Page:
assessment period compares favorably with other relevant The results in fact showed a trend toward an increase in human studies; however, it is not possible to predict the insulin sensitivity with the high-sucrose diet, although this effect of a high-sucrose intake over a more prolonged was not statistically significant. No plausible biological period. Although it is impossible to measure compliance mechanism exists to explain why a high-sucrose diet might with the diets under study, volunteers were reviewed improve insulin sensitivity, and it is likely that this finding every 2–3 days throughout the dietary periods and were is due to chance. Furthermore, we found no difference in questioned regarding palatability and compliance with the fasting levels of serum nonesterified fatty acid concentra- food that was provided for the duration of the study. In tions during the dietary periods and a comparable degree addition, the absence of any change in weight is further of suppression during hyperinsulinemia, indicating no evidence of careful dietary planning and supervision.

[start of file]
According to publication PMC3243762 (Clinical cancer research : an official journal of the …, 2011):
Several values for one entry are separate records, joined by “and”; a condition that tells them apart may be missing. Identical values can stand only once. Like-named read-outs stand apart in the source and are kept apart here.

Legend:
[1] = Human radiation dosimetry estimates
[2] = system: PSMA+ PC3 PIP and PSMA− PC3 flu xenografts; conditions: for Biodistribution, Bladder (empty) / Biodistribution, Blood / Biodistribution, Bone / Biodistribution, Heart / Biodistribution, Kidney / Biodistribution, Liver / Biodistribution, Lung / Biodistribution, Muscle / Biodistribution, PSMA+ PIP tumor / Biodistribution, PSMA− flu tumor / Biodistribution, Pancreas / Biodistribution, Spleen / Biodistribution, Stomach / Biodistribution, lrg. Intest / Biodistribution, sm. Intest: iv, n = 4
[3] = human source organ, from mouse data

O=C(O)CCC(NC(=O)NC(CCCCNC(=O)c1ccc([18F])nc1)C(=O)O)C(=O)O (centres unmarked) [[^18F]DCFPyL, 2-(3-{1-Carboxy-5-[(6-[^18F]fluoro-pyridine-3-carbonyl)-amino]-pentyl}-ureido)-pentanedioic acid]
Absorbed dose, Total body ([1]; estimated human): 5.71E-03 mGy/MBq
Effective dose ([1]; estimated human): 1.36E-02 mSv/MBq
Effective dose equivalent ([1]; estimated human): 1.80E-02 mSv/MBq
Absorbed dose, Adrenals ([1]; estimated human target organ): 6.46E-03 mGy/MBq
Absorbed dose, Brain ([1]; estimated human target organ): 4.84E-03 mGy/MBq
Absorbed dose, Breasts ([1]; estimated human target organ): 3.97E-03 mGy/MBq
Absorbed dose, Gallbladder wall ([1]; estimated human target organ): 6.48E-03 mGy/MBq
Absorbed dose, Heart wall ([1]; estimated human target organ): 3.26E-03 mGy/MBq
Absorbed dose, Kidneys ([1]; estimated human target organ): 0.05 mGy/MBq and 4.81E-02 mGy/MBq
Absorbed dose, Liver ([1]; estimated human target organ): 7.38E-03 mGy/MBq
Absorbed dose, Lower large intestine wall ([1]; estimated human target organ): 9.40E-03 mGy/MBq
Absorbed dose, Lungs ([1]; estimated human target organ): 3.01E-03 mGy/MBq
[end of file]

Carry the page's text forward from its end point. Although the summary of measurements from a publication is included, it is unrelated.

detrimental effect on adipose tissue insulin action.